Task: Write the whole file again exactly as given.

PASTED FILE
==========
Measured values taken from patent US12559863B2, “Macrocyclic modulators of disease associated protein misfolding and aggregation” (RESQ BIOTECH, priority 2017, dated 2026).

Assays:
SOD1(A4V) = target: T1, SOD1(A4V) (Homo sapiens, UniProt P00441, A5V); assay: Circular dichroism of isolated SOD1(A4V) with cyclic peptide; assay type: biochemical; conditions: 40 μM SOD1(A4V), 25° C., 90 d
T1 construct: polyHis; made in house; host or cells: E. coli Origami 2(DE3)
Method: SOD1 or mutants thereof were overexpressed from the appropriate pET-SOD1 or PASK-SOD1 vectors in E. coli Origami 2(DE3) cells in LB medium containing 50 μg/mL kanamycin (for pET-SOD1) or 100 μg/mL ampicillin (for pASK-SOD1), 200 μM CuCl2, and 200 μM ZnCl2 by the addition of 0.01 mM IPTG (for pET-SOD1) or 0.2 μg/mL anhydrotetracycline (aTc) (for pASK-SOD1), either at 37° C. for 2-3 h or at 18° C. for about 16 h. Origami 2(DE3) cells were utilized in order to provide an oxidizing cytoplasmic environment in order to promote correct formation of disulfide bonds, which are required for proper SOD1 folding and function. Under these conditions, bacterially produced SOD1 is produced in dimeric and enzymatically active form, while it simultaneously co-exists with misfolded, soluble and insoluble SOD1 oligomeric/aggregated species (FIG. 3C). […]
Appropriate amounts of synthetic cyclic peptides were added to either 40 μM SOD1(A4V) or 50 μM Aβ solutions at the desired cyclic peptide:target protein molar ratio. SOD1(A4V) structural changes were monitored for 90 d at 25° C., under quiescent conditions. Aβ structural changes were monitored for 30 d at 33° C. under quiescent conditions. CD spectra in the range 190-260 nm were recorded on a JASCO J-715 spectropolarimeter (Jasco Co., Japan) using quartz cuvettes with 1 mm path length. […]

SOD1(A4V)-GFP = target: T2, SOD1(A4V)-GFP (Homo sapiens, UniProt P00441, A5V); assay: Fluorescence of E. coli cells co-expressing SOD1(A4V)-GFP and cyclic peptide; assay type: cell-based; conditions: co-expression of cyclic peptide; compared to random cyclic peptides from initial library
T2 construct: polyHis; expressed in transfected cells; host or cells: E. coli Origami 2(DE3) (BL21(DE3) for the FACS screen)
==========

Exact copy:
Measured values taken from patent US12559863B2, “Macrocyclic modulators of disease associated protein misfolding and aggregation” (RESQ BIOTECH, priority 2017, dated 2026).

Assays:
SOD1(A4V) = target: T1, SOD1(A4V) (Homo sapiens, UniProt P00441, A5V); assay: Circular dichroism of isolated SOD1(A4V) with cyclic peptide; assay type: biochemical; conditions: 40 μM SOD1(A4V), 25° C., 90 d
T1 construct: polyHis; made in house; host or cells: E. coli Origami 2(DE3)
Method: SOD1 or mutants thereof were overexpressed from the appropriate pET-SOD1 or PASK-SOD1 vectors in E. coli Origami 2(DE3) cells in LB medium containing 50 μg/mL kanamycin (for pET-SOD1) or 100 μg/mL ampicillin (for pASK-SOD1), 200 μM CuCl2, and 200 μM ZnCl2 by the addition of 0.01 mM IPTG (for pET-SOD1) or 0.2 μg/mL anhydrotetracycline (aTc) (for pASK-SOD1), either at 37° C. for 2-3 h or at 18° C. for about 16 h. Origami 2(DE3) cells were utilized in order to provide an oxidizing cytoplasmic environment in order to promote correct formation of disulfide bonds, which are required for proper SOD1 folding and function. Under these conditions, bacterially produced SOD1 is produced in dimeric and enzymatically active form, while it simultaneously co-exists with misfolded, soluble and insoluble SOD1 oligomeric/aggregated species (FIG. 3C). […]
Appropriate amounts of synthetic cyclic peptides were added to either 40 μM SOD1(A4V) or 50 μM Aβ solutions at the desired cyclic peptide:target protein molar ratio. SOD1(A4V) structural changes were monitored for 90 d at 25° C., under quiescent conditions. Aβ structural changes were monitored for 30 d at 33° C. under quiescent conditions. CD spectra in the range 190-260 nm were recorded on a JASCO J-715 spectropolarimeter (Jasco Co., Japan) using quartz cuvettes with 1 mm path length. […]

SOD1(A4V)-GFP = target: T2, SOD1(A4V)-GFP (Homo sapiens, UniProt P00441, A5V); assay: Fluorescence of E. coli cells co-expressing SOD1(A4V)-GFP and cyclic peptide; assay type: cell-based; conditions: co-expression of cyclic peptide; compared to random cyclic peptides from initial library
T2 construct: polyHis; expressed in transfected cells; host or cells: E. coli Origami 2(DE3) (BL21(DE3) for the FACS screen)